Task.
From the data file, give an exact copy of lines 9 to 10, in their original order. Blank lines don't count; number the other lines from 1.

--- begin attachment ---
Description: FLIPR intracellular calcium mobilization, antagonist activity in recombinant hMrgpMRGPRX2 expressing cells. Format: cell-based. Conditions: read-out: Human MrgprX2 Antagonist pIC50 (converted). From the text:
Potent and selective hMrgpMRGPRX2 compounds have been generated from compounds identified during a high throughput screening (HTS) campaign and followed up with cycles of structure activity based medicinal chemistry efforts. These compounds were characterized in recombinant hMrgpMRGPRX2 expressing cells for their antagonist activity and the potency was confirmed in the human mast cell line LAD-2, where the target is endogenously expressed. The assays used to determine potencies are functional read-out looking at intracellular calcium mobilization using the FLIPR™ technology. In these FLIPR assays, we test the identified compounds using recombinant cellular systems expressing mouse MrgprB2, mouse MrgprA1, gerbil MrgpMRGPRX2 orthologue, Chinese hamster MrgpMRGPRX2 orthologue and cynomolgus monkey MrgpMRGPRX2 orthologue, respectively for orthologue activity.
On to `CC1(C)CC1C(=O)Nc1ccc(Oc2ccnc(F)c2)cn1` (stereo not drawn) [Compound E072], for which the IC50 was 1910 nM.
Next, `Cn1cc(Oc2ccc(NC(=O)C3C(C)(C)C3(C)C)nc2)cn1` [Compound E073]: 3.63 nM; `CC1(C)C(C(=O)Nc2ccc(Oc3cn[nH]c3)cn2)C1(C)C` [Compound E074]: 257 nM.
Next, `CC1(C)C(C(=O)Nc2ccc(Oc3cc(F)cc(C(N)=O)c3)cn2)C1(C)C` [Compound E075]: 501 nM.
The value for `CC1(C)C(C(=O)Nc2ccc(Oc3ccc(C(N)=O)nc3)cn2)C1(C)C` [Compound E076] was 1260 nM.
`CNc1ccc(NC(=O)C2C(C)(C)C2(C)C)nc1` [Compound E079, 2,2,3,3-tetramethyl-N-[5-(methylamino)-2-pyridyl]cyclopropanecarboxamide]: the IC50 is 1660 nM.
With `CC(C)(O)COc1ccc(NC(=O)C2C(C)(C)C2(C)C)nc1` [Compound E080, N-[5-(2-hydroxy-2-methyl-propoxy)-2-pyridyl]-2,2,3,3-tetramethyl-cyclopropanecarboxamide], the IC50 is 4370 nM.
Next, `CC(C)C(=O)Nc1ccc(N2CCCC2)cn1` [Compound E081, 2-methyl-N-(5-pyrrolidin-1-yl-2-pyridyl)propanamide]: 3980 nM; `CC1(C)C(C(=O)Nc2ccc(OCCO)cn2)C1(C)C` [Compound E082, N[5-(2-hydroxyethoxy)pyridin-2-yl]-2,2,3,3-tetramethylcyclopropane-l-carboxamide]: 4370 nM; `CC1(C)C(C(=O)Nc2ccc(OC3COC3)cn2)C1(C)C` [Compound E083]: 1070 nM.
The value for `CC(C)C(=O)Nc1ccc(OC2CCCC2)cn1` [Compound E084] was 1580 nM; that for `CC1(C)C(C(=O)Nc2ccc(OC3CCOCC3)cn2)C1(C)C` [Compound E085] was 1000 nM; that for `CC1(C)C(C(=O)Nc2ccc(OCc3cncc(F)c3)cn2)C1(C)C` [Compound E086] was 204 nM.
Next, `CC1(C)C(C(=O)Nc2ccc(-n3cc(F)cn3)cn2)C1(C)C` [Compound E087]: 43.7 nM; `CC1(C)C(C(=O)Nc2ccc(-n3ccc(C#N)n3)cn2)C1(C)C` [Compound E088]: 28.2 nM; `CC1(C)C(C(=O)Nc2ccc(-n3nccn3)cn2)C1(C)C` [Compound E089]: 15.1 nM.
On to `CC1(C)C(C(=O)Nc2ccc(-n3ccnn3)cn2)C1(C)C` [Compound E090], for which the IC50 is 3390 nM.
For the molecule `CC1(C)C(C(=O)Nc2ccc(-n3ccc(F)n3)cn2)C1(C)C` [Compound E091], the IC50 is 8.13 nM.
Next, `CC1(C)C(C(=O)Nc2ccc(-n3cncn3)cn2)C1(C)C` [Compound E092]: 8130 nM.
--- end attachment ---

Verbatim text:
Next, `CC(C)C(=O)Nc1ccc(N2CCCC2)cn1` [Compound E081, 2-methyl-N-(5-pyrrolidin-1-yl-2-pyridyl)propanamide]: 3980 nM; `CC1(C)C(C(=O)Nc2ccc(OCCO)cn2)C1(C)C` [Compound E082, N[5-(2-hydroxyethoxy)pyridin-2-yl]-2,2,3,3-tetramethylcyclopropane-l-carboxamide]: 4370 nM; `CC1(C)C(C(=O)Nc2ccc(OC3COC3)cn2)C1(C)C` [Compound E083]: 1070 nM.
The value for `CC(C)C(=O)Nc1ccc(OC2CCCC2)cn1` [Compound E084] was 1580 nM; that for `CC1(C)C(C(=O)Nc2ccc(OC3CCOCC3)cn2)C1(C)C` [Compound E085] was 1000 nM; that for `CC1(C)C(C(=O)Nc2ccc(OCc3cncc(F)c3)cn2)C1(C)C` [Compound E086] was 204 nM.